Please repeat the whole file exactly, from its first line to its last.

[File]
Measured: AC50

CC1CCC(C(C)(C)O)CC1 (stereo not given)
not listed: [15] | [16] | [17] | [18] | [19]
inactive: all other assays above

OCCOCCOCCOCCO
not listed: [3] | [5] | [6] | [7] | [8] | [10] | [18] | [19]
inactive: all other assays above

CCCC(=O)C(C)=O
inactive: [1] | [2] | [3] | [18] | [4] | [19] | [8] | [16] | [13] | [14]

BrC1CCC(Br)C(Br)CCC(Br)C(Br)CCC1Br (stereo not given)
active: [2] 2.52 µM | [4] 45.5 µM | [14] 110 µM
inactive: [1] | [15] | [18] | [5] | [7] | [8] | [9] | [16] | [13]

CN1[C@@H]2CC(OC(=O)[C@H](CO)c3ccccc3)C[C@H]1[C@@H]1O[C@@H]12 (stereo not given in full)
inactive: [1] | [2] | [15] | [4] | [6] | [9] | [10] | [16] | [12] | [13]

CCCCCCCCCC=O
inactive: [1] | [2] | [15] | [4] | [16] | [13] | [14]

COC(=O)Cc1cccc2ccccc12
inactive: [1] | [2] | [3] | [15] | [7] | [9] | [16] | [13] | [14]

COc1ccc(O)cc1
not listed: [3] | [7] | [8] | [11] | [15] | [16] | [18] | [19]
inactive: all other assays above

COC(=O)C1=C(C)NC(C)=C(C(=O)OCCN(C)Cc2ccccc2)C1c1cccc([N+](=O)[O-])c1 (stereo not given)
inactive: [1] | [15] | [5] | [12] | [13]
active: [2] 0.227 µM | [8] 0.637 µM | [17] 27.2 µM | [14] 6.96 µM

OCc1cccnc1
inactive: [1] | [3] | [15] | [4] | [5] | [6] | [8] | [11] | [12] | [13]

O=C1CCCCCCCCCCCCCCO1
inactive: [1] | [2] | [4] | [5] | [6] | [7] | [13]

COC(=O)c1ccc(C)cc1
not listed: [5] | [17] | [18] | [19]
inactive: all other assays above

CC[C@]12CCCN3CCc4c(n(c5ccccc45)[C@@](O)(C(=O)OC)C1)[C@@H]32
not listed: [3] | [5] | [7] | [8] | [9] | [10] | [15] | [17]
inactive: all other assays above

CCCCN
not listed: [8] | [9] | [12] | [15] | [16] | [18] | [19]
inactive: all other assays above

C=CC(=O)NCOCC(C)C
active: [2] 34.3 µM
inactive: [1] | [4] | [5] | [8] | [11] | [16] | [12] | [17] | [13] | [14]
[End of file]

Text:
Measured: AC50

CC1CCC(C(C)(C)O)CC1 (stereo not given)
not listed: [15] | [16] | [17] | [18] | [19]
inactive: all other assays above

OCCOCCOCCOCCO
not listed: [3] | [5] | [6] | [7] | [8] | [10] | [18] | [19]
inactive: all other assays above

CCCC(=O)C(C)=O
inactive: [1] | [2] | [3] | [18] | [4] | [19] | [8] | [16] | [13] | [14]

BrC1CCC(Br)C(Br)CCC(Br)C(Br)CCC1Br (stereo not given)
active: [2] 2.52 µM | [4] 45.5 µM | [14] 110 µM
inactive: [1] | [15] | [18] | [5] | [7] | [8] | [9] | [16] | [13]

CN1[C@@H]2CC(OC(=O)[C@H](CO)c3ccccc3)C[C@H]1[C@@H]1O[C@@H]12 (stereo not given in full)
inactive: [1] | [2] | [15] | [4] | [6] | [9] | [10] | [16] | [12] | [13]

CCCCCCCCCC=O
inactive: [1] | [2] | [15] | [4] | [16] | [13] | [14]

COC(=O)Cc1cccc2ccccc12
inactive: [1] | [2] | [3] | [15] | [7] | [9] | [16] | [13] | [14]

COc1ccc(O)cc1
not listed: [3] | [7] | [8] | [11] | [15] | [16] | [18] | [19]
inactive: all other assays above

COC(=O)C1=C(C)NC(C)=C(C(=O)OCCN(C)Cc2ccccc2)C1c1cccc([N+](=O)[O-])c1 (stereo not given)
inactive: [1] | [15] | [5] | [12] | [13]
active: [2] 0.227 µM | [8] 0.637 µM | [17] 27.2 µM | [14] 6.96 µM

OCc1cccnc1
inactive: [1] | [3] | [15] | [4] | [5] | [6] | [8] | [11] | [12] | [13]

O=C1CCCCCCCCCCCCCCO1
inactive: [1] | [2] | [4] | [5] | [6] | [7] | [13]

COC(=O)c1ccc(C)cc1
not listed: [5] | [17] | [18] | [19]
inactive: all other assays above

CC[C@]12CCCN3CCc4c(n(c5ccccc45)[C@@](O)(C(=O)OC)C1)[C@@H]32
not listed: [3] | [5] | [7] | [8] | [9] | [10] | [15] | [17]
inactive: all other assays above

CCCCN
not listed: [8] | [9] | [12] | [15] | [16] | [18] | [19]
inactive: all other assays above

C=CC(=O)NCOCC(C)C
active: [2] 34.3 µM
inactive: [1] | [4] | [5] | [8] | [11] | [16] | [12] | [17] | [13] | [14]